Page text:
- The Washington Times - Wednesday, June 22, 2016

A new study indicates that giving teenagers condoms increases their chance of becoming pregnant.

Kasey Buckles and Daniel Hungerman, economists at the University of Notre Dame, tracked outcomes from 22 schools in 12 states that distributed condoms to their students during the 1990s.

Those schools had 10 to 12 percent higher-than-expected teenage fertility rates, even at a time when teen pregnancy was decreasing across the nation.

“Our work shows that, in fact, condom access — at least through school — did not play a role in the decline in teen fertility in the 1990s,” the researchers conclude.

Although they cannot point definitively to why increased condom availability led to a spike in teenage fertility, the authors provide some speculation.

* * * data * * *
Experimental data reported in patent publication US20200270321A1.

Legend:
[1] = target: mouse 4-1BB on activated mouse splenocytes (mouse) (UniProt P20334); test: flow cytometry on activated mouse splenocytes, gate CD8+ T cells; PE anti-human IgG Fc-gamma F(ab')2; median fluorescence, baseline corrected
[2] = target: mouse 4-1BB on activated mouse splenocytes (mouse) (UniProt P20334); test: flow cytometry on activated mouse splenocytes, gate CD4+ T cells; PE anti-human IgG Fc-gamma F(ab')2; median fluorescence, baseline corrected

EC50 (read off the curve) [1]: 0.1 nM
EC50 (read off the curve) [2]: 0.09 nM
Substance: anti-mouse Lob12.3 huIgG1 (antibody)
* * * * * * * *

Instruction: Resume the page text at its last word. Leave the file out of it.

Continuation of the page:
Increased access to condoms, they said, may encourage risky sexual behavior and dilute an emphasis on abstinence.

Provided with free condoms, teenagers may also be discouraged from using other more expensive forms of contraception, such as birth-control pills, that are more reliable.

The authors point out that the effects were concentrated at schools that did not mandate counseling in addition to the distribution of condoms.

“Programs with counseling may have seen no change or perhaps a decline in teen fertility,” they note.

The study also found an increased rate of sexually transmitted infections at schools with condom-distribution programs.

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